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GP Week : Issue 19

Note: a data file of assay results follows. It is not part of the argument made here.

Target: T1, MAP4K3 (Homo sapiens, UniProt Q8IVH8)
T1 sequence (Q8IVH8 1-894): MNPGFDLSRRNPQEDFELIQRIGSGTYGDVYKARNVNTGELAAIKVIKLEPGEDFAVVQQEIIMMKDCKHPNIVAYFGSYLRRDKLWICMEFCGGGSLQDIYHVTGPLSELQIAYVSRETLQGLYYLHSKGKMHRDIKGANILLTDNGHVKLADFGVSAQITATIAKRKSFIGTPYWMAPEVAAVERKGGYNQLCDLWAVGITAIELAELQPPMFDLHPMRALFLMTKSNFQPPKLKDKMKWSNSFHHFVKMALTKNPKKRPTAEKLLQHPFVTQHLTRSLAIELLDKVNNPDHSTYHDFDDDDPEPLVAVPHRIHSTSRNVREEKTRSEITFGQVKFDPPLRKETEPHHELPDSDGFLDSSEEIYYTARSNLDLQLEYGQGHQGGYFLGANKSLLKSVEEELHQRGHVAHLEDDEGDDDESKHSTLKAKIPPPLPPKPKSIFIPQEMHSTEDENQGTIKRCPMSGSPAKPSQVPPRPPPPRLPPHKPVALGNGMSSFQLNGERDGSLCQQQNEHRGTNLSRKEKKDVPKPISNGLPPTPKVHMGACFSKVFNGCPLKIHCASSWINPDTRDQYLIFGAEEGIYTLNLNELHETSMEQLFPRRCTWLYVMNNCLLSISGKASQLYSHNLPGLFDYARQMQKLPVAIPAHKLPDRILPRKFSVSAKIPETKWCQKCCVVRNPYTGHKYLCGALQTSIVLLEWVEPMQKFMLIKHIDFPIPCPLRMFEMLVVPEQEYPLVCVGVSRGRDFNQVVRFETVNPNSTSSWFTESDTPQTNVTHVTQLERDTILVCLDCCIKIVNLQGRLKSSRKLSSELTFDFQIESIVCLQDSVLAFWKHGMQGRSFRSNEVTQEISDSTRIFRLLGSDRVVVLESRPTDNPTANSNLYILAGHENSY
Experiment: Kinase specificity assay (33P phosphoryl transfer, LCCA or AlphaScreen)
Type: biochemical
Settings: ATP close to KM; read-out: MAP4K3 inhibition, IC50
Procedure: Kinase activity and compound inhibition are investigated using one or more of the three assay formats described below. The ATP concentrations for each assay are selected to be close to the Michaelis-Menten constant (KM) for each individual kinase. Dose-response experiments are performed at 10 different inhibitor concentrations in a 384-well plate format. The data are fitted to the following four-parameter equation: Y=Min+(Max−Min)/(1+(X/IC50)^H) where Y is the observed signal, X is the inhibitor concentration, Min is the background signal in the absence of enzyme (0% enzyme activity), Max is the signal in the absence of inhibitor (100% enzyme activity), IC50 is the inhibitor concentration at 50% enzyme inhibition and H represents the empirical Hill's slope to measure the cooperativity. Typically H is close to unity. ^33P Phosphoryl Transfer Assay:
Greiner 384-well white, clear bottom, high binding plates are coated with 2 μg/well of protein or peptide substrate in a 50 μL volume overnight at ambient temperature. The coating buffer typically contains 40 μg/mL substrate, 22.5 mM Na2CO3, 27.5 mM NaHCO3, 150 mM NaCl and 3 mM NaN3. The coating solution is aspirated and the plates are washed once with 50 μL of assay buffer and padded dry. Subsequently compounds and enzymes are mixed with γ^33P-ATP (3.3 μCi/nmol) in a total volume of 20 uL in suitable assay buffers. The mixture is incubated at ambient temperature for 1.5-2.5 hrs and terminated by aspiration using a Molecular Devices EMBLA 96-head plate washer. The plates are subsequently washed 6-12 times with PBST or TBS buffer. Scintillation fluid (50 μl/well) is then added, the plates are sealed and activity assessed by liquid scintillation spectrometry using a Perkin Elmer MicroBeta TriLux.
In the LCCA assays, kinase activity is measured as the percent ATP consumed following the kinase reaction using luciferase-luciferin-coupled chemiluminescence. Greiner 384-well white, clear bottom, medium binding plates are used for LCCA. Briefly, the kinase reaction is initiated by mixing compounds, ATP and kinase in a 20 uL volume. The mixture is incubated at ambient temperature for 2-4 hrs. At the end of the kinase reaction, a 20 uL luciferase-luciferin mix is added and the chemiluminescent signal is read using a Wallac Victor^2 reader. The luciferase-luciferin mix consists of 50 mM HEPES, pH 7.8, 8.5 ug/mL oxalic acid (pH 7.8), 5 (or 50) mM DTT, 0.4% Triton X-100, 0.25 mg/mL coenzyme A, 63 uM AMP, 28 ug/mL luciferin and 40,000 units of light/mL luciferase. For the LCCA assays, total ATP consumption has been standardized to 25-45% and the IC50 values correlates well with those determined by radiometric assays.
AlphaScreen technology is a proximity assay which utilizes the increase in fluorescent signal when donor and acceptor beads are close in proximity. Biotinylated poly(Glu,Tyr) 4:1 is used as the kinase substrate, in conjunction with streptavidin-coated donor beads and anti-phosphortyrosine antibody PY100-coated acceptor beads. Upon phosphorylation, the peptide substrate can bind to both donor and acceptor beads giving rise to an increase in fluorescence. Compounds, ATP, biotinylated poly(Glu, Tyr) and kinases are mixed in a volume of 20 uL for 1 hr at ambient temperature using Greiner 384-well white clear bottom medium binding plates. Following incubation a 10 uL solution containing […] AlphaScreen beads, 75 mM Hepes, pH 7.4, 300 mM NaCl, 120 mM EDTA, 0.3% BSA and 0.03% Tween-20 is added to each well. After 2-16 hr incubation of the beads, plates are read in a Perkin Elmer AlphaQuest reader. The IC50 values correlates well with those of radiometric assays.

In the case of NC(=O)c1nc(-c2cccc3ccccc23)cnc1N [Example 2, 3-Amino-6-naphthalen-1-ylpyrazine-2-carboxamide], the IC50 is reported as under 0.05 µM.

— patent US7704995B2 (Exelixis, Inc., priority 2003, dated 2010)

12 M oto GP news >> WITH the second half of the season barely begun, the paddock is already buzzing with talk about who goes where for 2009. Or even, in the case of Marco Melandri, the rest of 2008. As reported in GPWeek, odds are that the unhappy Italian will be replaced at Ducati at the Czech Republic GP after the summer break by Sete Gibernau. No change there; but further confirmation has come that Melandri has been blocked by Ducati from an immediate switch to Kawasaki to replace Hopkins. Kawasaki boss Michael Bartholemy has also confirmed a short-list of four to partner Hopkins next year. Two definite names are Melandri and current incumbent West. Other possible candidates are Edwards, Elias or Ducati’s star tester Nicolo Canepa. And even Gibernau. Bartholemy hopes to know by the Czech GP, “because it takes quite long time to make a contract. I think around about Brno I need to have a very, very clear idea,” he said. Nicky Hayden’s future is also subject of much speculation: he’s been linked, in particular, to Ducati. He was non-committal, “for contractual reasons”, but agreed that “there are rumours that I’ve sat on the bike (Ducati) and that I’ve signed the deal. I haven’t sat on the bike and I haven’t signed a deal. And, I mean, I really can’t contractually say too much about what’s going on. But sure, that’s an option I’d be a fool not to…” He has also been talking to Honda, but as yet has no offer. Ducati will need a second rider, and, as well as Gibernau and Hayden, already has a strong interest in Canepa (who tested fast also on a Superbike after leading the Indy MotoGP tests, and makes his SBK debut at Brno next weekend); and has also had talks with 250 KTM star Mika Kallio. Canepa, a 20-year-old Italian engineering student, not only set fastest time at Indy MotoGP tests for Ducati, he was also fast in Superbike tests, and makes his SBK debut at Brno next weekend. Rumour mill in overdrive in early Silly Season NEW 250 points leader Marco Simoncelli rose hairy head and shoulders above his competitors at the Sachsenring … thanks to an all-new and radically redesigned Gilera V-twin. But while the bike may be new as a Gilera, there are already six riders who have been enjoying the same benefit under the Aprilia name all season, without having the same exceptional result. The new Gilera is a renamed Aprilia RSA, the same as those already ridden by Alvaro Bautista, Hector Barbera, Mattia Pasini, Thomas Luthi and Alex Debon. Until now, Simoncelli had been riding the 2007 factory RS Aprilia, and had won two races on it. He tested the 2008 version at Brno the week before the German race and, though he liked it, he initially wanted to stick with his more familiar RS model. Eventually he was persuaded, but admitted after his towering win (following domination in qualifying): “I was nervous before this race because of the new bike.” His performance on the new machine in his first race on it will have his competitors worried. The machine differs in a radical rearrangement of the V-twin engine, shortened by moving the front crankshaft upwards. While cylinder tuning and horsepower are not changed, this allows a longer swing-arm, which improves handling. Simoncelli’s chance pays off